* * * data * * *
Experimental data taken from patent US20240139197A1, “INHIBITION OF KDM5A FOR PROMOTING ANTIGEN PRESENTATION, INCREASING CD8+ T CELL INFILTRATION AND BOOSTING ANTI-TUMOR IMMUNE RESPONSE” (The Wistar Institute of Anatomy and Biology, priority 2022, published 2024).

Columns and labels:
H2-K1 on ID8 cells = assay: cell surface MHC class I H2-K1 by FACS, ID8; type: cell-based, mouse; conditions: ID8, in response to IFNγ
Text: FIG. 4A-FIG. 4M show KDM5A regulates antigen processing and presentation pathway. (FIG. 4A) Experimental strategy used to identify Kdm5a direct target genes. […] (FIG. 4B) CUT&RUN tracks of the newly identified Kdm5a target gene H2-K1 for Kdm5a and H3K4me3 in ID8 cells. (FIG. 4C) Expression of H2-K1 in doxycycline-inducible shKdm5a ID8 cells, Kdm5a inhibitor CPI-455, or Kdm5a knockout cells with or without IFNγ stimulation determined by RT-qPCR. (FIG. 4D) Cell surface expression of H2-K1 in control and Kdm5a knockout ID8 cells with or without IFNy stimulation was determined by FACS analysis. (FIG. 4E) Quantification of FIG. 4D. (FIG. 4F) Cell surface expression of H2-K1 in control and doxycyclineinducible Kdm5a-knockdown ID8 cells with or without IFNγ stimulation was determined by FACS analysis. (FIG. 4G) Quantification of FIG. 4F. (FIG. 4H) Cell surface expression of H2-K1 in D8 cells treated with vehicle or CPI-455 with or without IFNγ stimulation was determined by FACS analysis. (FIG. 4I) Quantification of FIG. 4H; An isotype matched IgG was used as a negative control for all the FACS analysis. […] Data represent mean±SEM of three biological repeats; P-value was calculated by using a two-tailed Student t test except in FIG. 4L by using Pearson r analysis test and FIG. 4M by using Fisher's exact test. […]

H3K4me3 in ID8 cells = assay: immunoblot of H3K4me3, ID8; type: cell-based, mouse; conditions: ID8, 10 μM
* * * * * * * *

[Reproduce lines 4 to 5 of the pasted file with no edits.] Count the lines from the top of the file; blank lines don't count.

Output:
Text: FIG. 4A-FIG. 4M show KDM5A regulates antigen processing and presentation pathway. (FIG. 4A) Experimental strategy used to identify Kdm5a direct target genes. […] (FIG. 4B) CUT&RUN tracks of the newly identified Kdm5a target gene H2-K1 for Kdm5a and H3K4me3 in ID8 cells. (FIG. 4C) Expression of H2-K1 in doxycycline-inducible shKdm5a ID8 cells, Kdm5a inhibitor CPI-455, or Kdm5a knockout cells with or without IFNγ stimulation determined by RT-qPCR. (FIG. 4D) Cell surface expression of H2-K1 in control and Kdm5a knockout ID8 cells with or without IFNy stimulation was determined by FACS analysis. (FIG. 4E) Quantification of FIG. 4D. (FIG. 4F) Cell surface expression of H2-K1 in control and doxycyclineinducible Kdm5a-knockdown ID8 cells with or without IFNγ stimulation was determined by FACS analysis. (FIG. 4G) Quantification of FIG. 4F. (FIG. 4H) Cell surface expression of H2-K1 in D8 cells treated with vehicle or CPI-455 with or without IFNγ stimulation was determined by FACS analysis. (FIG. 4I) Quantification of FIG. 4H; An isotype matched IgG was used as a negative control for all the FACS analysis. […] Data represent mean±SEM of three biological repeats; P-value was calculated by using a two-tailed Student t test except in FIG. 4L by using Pearson r analysis test and FIG. 4M by using Fisher's exact test. […]

H3K4me3 in ID8 cells = assay: immunoblot of H3K4me3, ID8; type: cell-based, mouse; conditions: ID8, 10 μM